Now that I have finished graduate school, I find myself needing to work a little harder on researching the latest innovations and trends when it comes to educational technology, and technology in general. I no longer have courses that provide me with the latest articles and research, so I've had to find tools to help me do it on my own.
On thing I've done is use an RSS feed to generate a list of articles from a variety of #edtech blogs and websites. I use feedly, to collect all of the latest posts from sites likeedutopia, freetechforteachers, edsurge, etc. What I really like about feedly is that it has amobile application as well as a chrome extension. This allows me to access articles from any device I use.
In addition to reading articles (or at least skimming them), I listen to podcasts that are focused on technology and educational technology. Primarily,I focus my listening on non-education related stories that allow me to keep a pulse on the technology world in general. I find that the tech world often informs what happens in edtech and vice-versa. Here is a list of podcasts I listen to and what they are about.
Below is one of my favorite Note to Self episodes, which focuses on creativity in children and adults.
Here is a great episode of Reply All, which talks about the app, Yik Yak and how it has impacted college campuses.
And last, but not least, here is an episode of the EdSurge podcast that interviews the Executive Director of the #edcamp foundation.
How do you keep up with the #edtech world? Please share your insights and resources in the comments below!
So, the title is a little over dramatic, but it's definitely how I felt yesterday. On Wednesday, the PC I use for preparing teaching materials crashed - something about a new district update causing some machines to totally lose it. Knowing that I could not depending upon my school laptop, I brought all of my personal devices to school as backup. Turns out it was totally necessary.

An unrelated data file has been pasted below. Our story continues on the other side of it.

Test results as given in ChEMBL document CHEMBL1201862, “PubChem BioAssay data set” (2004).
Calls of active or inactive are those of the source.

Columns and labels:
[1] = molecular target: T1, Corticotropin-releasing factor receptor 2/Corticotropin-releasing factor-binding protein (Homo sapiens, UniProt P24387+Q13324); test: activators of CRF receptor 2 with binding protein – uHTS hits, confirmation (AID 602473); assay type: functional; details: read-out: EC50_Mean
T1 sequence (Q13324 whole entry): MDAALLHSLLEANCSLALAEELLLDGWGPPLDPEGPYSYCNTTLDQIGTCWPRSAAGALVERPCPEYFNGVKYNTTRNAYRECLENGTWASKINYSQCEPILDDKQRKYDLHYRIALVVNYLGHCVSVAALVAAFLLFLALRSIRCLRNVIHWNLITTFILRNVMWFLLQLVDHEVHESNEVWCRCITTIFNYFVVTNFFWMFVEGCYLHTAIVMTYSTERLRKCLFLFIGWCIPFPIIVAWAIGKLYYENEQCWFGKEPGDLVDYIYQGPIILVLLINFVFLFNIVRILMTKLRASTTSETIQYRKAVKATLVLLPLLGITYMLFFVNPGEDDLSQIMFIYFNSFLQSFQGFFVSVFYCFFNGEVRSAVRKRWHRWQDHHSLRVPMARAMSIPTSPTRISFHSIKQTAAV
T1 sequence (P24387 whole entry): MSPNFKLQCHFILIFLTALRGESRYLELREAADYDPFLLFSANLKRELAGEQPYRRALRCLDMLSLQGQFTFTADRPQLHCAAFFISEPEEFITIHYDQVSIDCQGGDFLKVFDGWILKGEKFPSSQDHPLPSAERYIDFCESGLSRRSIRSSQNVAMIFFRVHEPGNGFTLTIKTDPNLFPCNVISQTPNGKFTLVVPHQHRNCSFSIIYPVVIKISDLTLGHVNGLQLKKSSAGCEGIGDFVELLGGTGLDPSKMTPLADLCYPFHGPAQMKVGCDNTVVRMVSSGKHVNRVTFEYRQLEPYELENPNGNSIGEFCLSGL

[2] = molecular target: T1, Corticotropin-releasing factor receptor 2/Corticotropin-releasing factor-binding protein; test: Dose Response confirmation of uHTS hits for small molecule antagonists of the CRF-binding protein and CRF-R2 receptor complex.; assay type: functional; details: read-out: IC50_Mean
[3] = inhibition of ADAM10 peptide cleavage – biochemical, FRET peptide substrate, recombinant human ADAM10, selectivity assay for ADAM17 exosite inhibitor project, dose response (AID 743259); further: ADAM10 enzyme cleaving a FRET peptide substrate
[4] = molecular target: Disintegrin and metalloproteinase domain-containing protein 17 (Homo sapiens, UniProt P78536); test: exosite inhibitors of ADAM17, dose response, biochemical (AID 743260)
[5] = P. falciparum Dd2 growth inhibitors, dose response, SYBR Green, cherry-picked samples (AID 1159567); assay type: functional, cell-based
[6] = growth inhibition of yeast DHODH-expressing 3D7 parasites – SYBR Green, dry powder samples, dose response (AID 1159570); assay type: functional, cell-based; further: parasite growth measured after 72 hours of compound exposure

I turned on my old desktop I keep at the front of my room to connect for sub videos and for emergencies. I opened my Google Slides presentation and... none of the images I inserted into my slides would display. Perhaps one of my Macs would do the trick?... nope. With minutes until the beginning of class I moved to plan D, chalkboard and poster paper. My guess was that since both PCs and Macs did not display the images correctly, it was a server error. I took out my phone and pulled up my presentation on Google Slides - my images were still there!! Since I was connected to my LTE network, this confirmed my suspicions about the nature of the error. I was able to view my presentation on my phone and copy the relevant notes to poster paper for students to view and copy.
Examples were written on my chalkboard (I used to have a whiteboard, but it was cheap shower board and stopped erasing, so I brought the chalk board back to life) and we were ready to go!! By 2nd period, I was able to revive an old MacBook with the Promethean software I needed (I only had it on my work PC laptop). Eventually, the server error was fixed and my original images displayed on my presentation by 3rd period. By the end of the day, my PC was returned to me, and I was even able to get my AirServer program working to mirror my iPad to my Promethean board. While each class experienced varying levels of tech, I was proud that I did not let the errors stop me. There is always a plan B, plan C, plan D for every day. While many teachers get frustrated about inconsistent tech, I've found the more you learn to troubleshoot these instances, the more willing you are to embrace tech and feel good about your backup plans. Perseverance can overcome even the trickiest days. What is your biggest tech struggle story? How did you handle it? Please share it in the comments below!!
This week, I unfortunately came down with a nasty cold. On Tuesday, we had many teachers out (it was the same day as the Broncos Super Bowl parade). I decided to come in as long as I could in the morning to make sure I got coverage for my classes for the remainder of the day. While teaching my first period, I recorded myself solving the practice problems students were assigned the previous week using my Swivl from Project Cam Opener. I then exported the video to YouTube.